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Clinical Case 050: Think Better, Do Better

Last week I received the following comment from a reader in a country nearby.  This was a great story for me to hear as it made all my long hours of reading and writing seem worthwhile.  There are plenty of podcasts and blogs that will teach you how to do life-saving stuff – but this story is about how a reader took something from Broome Docs and ‘saved a life’ in a very different way.  It is not about a single trick or a procedure – but about how to approach the daily practice of medicine in a better, patient-oriented and effective manner.  For me this is the essence of why I do what I do at Broome Docs.  Here is the story from Dr Tom:

Hi Casey,

Straight after I read your first article on Consult Skills, I clipped and saved it using Evernote so that I could access it on my iPhone whenever needed.

Lo and behold, last week I had my first opportunity to use it when a middle–aged lady presented with a two year history of severe low back pain, bilateral hip pain and right leg pain. She had had multiple visits to her GP, several locums and 3 different orthopedic specialists over that time. Even though she was on a benefit, she had paid to see a couple of specialists privately because she was so desperate.

When she arrived in our ED, one of our relatively new Resident Medical Officer’s went to see her. The RMO came back very frustrated and said that both the patient and accompanying relatives were very angry and demanding, and that she wasn’t really able to get anywhere with her.

At that stage I said to the RMO that we had two important functions to fulfill:

1.      To make sure that the patient didn’t have any emergent orthopedic conditions e.g. cauda equina syndrome, spinal abscess etc.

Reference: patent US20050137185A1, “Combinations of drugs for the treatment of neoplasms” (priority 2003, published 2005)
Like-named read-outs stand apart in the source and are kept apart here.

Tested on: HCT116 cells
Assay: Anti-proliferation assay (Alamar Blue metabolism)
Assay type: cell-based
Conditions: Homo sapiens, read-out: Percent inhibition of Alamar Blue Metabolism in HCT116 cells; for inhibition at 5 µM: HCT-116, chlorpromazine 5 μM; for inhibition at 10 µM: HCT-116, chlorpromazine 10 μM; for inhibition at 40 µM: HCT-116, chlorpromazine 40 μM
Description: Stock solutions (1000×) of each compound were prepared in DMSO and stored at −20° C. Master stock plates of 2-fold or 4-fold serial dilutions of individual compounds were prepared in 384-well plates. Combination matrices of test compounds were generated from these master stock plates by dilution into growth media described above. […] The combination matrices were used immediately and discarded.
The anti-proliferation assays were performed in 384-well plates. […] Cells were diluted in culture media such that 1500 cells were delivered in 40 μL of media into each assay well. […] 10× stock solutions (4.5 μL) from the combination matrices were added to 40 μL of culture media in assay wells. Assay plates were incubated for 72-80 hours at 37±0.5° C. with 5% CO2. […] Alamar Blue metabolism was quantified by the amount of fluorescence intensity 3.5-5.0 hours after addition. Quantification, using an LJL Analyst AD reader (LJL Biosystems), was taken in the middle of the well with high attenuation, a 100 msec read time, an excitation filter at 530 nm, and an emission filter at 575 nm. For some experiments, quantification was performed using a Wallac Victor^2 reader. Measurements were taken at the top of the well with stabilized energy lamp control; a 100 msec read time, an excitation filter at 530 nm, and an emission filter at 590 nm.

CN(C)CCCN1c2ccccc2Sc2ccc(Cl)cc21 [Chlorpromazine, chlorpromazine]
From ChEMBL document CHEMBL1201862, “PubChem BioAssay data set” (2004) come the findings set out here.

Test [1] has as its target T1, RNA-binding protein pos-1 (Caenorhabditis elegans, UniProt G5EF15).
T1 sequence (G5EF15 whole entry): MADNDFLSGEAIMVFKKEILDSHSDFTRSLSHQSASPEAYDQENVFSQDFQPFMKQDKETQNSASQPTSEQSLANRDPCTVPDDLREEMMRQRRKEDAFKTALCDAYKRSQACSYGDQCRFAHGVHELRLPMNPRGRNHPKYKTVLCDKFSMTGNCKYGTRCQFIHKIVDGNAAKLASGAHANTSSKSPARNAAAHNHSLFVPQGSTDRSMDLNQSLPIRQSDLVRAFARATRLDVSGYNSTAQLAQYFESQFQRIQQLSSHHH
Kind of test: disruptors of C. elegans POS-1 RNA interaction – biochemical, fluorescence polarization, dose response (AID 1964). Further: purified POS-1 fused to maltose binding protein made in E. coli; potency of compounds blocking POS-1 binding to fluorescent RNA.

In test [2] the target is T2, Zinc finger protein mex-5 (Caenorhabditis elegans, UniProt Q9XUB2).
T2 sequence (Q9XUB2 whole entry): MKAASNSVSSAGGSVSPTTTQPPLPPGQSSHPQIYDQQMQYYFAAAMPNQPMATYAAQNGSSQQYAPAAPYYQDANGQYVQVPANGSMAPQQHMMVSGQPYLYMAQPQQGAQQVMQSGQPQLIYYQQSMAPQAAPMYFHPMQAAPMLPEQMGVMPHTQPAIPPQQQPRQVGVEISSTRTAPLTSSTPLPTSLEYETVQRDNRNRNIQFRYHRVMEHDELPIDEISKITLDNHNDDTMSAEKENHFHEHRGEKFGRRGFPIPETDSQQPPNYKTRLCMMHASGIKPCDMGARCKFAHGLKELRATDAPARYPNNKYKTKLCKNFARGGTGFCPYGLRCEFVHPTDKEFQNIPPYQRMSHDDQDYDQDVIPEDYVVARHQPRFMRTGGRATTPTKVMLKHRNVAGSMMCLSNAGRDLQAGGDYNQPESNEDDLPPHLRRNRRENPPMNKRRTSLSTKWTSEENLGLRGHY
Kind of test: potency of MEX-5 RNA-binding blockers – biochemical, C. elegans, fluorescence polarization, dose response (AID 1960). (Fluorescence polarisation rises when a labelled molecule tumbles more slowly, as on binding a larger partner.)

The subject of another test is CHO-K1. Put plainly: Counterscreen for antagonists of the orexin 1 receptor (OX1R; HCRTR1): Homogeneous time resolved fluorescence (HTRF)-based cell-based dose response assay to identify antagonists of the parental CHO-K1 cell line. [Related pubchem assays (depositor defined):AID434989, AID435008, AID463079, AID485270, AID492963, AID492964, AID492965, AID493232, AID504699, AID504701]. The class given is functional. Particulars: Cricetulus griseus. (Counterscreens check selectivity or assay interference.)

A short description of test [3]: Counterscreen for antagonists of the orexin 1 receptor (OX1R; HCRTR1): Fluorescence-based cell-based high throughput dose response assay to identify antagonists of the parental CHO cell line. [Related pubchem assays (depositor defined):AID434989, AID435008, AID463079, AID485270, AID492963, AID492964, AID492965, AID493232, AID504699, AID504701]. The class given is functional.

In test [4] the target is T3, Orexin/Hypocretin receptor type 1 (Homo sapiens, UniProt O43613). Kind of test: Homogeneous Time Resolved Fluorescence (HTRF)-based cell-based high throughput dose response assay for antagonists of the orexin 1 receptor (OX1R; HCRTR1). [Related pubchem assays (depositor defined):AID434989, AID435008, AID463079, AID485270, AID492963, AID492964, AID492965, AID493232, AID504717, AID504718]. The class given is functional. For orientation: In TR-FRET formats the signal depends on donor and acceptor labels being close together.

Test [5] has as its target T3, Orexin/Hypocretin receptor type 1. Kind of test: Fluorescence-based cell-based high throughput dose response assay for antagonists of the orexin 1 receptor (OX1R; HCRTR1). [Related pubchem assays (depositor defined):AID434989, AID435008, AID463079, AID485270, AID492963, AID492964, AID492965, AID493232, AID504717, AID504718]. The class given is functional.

2.      To try to understand the patient’s point of view.

The latter was met with a slightly quizzical expression so I pulled out my iPhone, opened my Evernote application and showed her the section I had clipped a few weeks ago:

1.      They want to know the doctor is listening to them

2.      They want to know that the doctor cares

3.      They want to make sure the doctor understands what is going on

4.      They want the Doc to “get it right” – that is make the right call / decision / do the right test  etc…

5.      They want to know what to do next “what will happen to me now?”

At that stage I went into the patient’s room and said:

‘Hi, my name is Tom – I am the senior ED doctor on duty today. I understand you have been going through a really rough patch lately. The first thing I am going to do is to take your pain way with some morphine. Once you are comfortable, I would like you to tell me everything that has happened to you over the last couple of years; then I will have a good look at you, review your results, talk to the orthopedic specialist on call today and together, we will try and come up with a plan to get things sorted for you.

After 10mg of morphine she said – ‘Doctor, you know this is the 1st time in over two years that I have not been in pain’.

She then proceeded to tell me:

•       Her marriage had broken up and she was looking after 6 children on her own.

•       She was in so much pain that she was unable to dress herself (mainly because she could not bend down or stand on one leg), was unable to walk more than a few steps, had hardly been out of her house in the past few weeks and was largely confined to her bed or a chair.

•       She had a history of multiple severe drug reactions and was not currently taking any analgesics.

•       She suffered from stress incontinence and wet herself at least 2-3 times every day.

•       When she fell over, she was physically unable to get off the floor unaided.

•       Her teenage son had to take time off school to help dress and wash her, clean the house and do the cooking – this was now starting to adversely affect both his education and their relationship.